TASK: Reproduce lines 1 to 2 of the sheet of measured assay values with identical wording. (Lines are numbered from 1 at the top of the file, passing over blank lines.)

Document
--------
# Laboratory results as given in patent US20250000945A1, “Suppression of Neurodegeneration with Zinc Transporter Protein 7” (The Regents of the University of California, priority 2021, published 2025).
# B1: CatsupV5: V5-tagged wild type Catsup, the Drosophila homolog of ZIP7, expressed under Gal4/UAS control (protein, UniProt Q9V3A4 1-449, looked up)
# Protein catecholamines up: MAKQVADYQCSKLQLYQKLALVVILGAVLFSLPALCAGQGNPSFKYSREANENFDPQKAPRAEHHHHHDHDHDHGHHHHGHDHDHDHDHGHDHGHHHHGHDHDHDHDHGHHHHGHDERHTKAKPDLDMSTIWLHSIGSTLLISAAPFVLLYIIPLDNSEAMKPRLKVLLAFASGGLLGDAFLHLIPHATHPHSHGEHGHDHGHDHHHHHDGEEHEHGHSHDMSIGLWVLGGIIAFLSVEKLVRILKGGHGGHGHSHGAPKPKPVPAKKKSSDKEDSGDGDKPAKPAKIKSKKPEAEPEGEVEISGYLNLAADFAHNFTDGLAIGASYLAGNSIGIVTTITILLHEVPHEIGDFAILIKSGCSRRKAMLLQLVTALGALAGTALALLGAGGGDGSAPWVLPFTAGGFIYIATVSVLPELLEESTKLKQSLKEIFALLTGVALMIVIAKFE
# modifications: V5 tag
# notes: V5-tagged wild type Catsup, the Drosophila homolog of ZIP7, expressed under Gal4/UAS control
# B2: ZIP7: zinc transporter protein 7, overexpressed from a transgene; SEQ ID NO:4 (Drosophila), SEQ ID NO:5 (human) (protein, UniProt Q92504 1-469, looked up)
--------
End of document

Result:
# Laboratory results as given in patent US20250000945A1, “Suppression of Neurodegeneration with Zinc Transporter Protein 7” (The Regents of the University of California, priority 2021, published 2025).
# B1: CatsupV5: V5-tagged wild type Catsup, the Drosophila homolog of ZIP7, expressed under Gal4/UAS control (protein, UniProt Q9V3A4 1-449, looked up)